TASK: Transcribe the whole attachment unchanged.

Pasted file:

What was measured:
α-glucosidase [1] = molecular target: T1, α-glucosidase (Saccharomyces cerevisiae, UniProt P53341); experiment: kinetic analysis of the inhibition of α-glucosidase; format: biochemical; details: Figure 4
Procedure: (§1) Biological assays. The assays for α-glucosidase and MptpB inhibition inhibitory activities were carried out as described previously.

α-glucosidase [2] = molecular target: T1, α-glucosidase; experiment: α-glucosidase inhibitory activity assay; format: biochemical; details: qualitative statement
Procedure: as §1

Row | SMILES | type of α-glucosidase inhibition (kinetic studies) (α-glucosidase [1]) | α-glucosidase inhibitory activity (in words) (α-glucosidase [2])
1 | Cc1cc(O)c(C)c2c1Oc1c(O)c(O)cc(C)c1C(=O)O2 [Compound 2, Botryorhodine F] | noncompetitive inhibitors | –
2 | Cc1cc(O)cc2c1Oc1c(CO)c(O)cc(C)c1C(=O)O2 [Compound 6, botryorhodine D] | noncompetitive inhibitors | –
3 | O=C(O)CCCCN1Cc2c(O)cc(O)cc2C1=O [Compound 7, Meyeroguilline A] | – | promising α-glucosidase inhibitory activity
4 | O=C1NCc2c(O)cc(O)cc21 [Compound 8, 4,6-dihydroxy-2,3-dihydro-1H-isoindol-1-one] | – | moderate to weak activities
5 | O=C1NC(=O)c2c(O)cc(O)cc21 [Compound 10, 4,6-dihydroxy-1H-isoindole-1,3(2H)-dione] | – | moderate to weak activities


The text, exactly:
What was measured:
α-glucosidase [1] = molecular target: T1, α-glucosidase (Saccharomyces cerevisiae, UniProt P53341); experiment: kinetic analysis of the inhibition of α-glucosidase; format: biochemical; details: Figure 4
Procedure: (§1) Biological assays. The assays for α-glucosidase and MptpB inhibition inhibitory activities were carried out as described previously.

α-glucosidase [2] = molecular target: T1, α-glucosidase; experiment: α-glucosidase inhibitory activity assay; format: biochemical; details: qualitative statement
Procedure: as §1

Row | SMILES | type of α-glucosidase inhibition (kinetic studies) (α-glucosidase [1]) | α-glucosidase inhibitory activity (in words) (α-glucosidase [2])
1 | Cc1cc(O)c(C)c2c1Oc1c(O)c(O)cc(C)c1C(=O)O2 [Compound 2, Botryorhodine F] | noncompetitive inhibitors | –
2 | Cc1cc(O)cc2c1Oc1c(CO)c(O)cc(C)c1C(=O)O2 [Compound 6, botryorhodine D] | noncompetitive inhibitors | –
3 | O=C(O)CCCCN1Cc2c(O)cc(O)cc2C1=O [Compound 7, Meyeroguilline A] | – | promising α-glucosidase inhibitory activity
4 | O=C1NCc2c(O)cc(O)cc21 [Compound 8, 4,6-dihydroxy-2,3-dihydro-1H-isoindol-1-one] | – | moderate to weak activities
5 | O=C1NC(=O)c2c(O)cc(O)cc21 [Compound 10, 4,6-dihydroxy-1H-isoindole-1,3(2H)-dione] | – | moderate to weak activities